I was originally thinking about where to get Kawasaki stickers once I've got it refinished, but now I'm thinking of finding some Corellian Engineering Corporation stickers and doing the Concours up in full Millennium Falcon style.

From the documentary:  Why We Ride

Monday, 12 January 2015

Sanding Concours

One small heater does the job now that I have
garage door insulation installed.
A good couple of hours were spent in the garage today getting the scratches and dents out of various Concours panels.  The previous owner had used some kind of plastic filler to put back together the lower right fairing after it had been dropped.  With some hand sanding today I've gotten it close enough to prime and prep for a round of painting.  If it isn't perfect it'll be much closer than it was.

I'm trying to find the Tremclad metallic red similar to the blue I used on the Ninja, but I'm having trouble finding it.  Home Depot seems to have dried up on it.  That paint with the gloss clear coat comes very close to looking like it came from a body shop.

I'll keep looking.

The small heater did a good job of heating up the room to 18°C (it was -8°C outside).  The garage door blanket is doing its job nicely.

Got the rear fairing piece around the seat off and prepped for painting.

Everything sanded and cleaned, ready for some primer.

Connie stripped down to the tank.

Thursday, 8 January 2015

California Snapshots

I went to California for the first time over the mid-winter break.  I was out there on a family trip so I didn't have many opportunities to ride, but while there I made a point of trying to understand California biking culture.  When you can ride year round biking becomes much less of a niche means of transport.

Here are some snap shots and thoughts from the trip:


This is something that is a real no-no up here in the safety North.  Talking to a cabbie about it, he said you need to be really careful about changing lanes.  If you hit a filtering biker while changing lanes in a cage you're likely to take the blame.

Riders in California expect cars to not crowd the gaps between lanes and will make them aware of it if they do.  I saw a guy on a sports bike revving the snot out of it to move an SUV out of his way while he was filtering.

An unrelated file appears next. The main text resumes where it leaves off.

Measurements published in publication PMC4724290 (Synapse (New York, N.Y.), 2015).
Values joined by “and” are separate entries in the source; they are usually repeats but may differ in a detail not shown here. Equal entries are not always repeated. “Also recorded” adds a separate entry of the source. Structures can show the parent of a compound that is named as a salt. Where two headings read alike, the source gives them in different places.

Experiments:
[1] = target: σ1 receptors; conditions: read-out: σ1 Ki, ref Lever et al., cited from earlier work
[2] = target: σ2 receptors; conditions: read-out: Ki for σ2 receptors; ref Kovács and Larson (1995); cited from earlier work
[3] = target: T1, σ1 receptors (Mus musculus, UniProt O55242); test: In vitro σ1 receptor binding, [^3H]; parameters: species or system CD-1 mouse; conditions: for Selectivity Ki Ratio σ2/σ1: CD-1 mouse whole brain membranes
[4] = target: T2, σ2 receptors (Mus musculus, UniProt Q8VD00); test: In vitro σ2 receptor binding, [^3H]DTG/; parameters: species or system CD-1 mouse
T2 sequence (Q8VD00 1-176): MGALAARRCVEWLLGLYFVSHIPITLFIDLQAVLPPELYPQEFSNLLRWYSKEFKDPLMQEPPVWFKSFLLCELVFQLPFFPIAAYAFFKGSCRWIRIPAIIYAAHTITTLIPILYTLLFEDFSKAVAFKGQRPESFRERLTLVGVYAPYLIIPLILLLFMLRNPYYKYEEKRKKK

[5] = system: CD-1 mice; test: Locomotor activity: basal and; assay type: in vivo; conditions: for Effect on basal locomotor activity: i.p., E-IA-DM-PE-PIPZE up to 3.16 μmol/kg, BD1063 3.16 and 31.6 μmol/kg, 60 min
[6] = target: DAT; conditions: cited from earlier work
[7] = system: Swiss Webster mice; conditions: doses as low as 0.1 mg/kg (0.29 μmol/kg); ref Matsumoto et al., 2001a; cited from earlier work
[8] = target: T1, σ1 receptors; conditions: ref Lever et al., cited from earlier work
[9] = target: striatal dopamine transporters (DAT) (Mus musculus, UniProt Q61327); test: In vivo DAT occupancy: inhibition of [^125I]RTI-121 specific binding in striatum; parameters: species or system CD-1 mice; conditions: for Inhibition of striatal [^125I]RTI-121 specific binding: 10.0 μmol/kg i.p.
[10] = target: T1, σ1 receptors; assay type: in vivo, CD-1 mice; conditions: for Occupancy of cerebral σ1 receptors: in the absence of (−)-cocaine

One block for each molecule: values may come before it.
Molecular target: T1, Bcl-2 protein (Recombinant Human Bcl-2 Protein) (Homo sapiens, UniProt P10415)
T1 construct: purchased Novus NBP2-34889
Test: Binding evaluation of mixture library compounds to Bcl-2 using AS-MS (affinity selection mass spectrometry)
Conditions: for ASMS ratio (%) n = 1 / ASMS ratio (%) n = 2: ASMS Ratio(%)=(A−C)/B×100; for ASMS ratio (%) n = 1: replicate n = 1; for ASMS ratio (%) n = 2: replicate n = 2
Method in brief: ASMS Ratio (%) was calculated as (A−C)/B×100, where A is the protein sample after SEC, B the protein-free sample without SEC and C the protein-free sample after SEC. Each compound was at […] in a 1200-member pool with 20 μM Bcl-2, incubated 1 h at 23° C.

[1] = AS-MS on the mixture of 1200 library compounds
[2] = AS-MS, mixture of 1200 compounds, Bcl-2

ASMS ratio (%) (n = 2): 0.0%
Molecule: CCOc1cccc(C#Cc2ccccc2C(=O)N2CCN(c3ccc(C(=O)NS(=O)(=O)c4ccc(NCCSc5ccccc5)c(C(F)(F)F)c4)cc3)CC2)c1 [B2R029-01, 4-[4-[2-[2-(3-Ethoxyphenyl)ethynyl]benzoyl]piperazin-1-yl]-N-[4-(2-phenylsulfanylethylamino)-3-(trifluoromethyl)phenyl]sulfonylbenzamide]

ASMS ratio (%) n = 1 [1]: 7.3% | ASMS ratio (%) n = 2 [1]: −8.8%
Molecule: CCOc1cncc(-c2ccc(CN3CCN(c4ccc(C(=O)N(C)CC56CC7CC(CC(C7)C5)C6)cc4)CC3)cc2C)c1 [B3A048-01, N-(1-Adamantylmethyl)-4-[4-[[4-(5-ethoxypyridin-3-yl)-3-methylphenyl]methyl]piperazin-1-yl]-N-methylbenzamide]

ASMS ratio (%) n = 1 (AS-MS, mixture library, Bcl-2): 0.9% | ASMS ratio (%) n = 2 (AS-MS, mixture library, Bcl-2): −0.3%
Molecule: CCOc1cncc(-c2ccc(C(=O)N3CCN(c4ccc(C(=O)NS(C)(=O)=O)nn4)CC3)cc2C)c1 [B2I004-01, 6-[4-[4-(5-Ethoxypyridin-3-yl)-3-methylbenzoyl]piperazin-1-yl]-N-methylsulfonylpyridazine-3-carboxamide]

At first lane splitting looked like a dangerous thing to do, but if it makes cage drivers more aware of bikers and offers a real advantage to getting through the attrocious L.A. traffic for riders, then I'm coming around.


From the moment we landed at the most disorganized airport I've ever been to (LAX) and the subsequent traffic chaos all around L.A., I've come to the conclusion that the place is broken.
Rides at Disney world appear to mimic the hell that is driving
in LA with remarkable accuracy - do people do this for fun?

The roads in the rest of California were lovely, but around L.A. they make Ontario's frost heaved slabs look smooth.  With virtually no public transit infrastructure and a fanatical car culture, L.A. is the kind of place you can expect to spend half of your life sitting in traffic.

On a coach trip out to Universal Studios I was able to look down into the cars sitting in traffic.  At any one time more than 90% of the drivers had a smartphone out on their laps.  We saw many accidents in the L.A. area - every single one was an unexplained rear-end collision.  I can explain those 'accidents'.

L.A.'s car culture has become L.A.'s distracted driving culture.  I'd rather drive in Tokyo or London than L.A. any day of the week.  They say Toronto's commute is now worse than L.A.'s, but Toronto (GTA ~6 million) is a tiny burg compared to Los Angeles (>18 million).  The dozens of highways that bisect L.A. aren't up to handling the full on assault of those millions of thumb texters behind the wheel.


While sitting in traffic (behind another unexplained rear end collision) we had a group of sports bike riders doing their thing on the access road next to the highway.  The group must have been almost one hundred big and were all revving, wheelying and otherwise stunting themselves silly on a sunny new year's day.

It was fun to watch them while we crawled along interminably in the never ending freeway traffic.  The bikes were all very customized with both paint and go-faster bits, and their riders looked like they were having a riot.

You might frown at their antics, but when you consider the alternative is to sit in the cavalcade of metal boxes on the freeway, texting before you run into someone, I'm not sure if they don't have the right idea.

I thought they were more entertaining than any of the very serious pirates we saw filtering by on their Harleys on the highway.


Is one of those icons of Southern California, so I made a point of making the drive down it.  It's a very long stretch of road that eventually turns into the Mulholland highway and goes all the way to the ocean.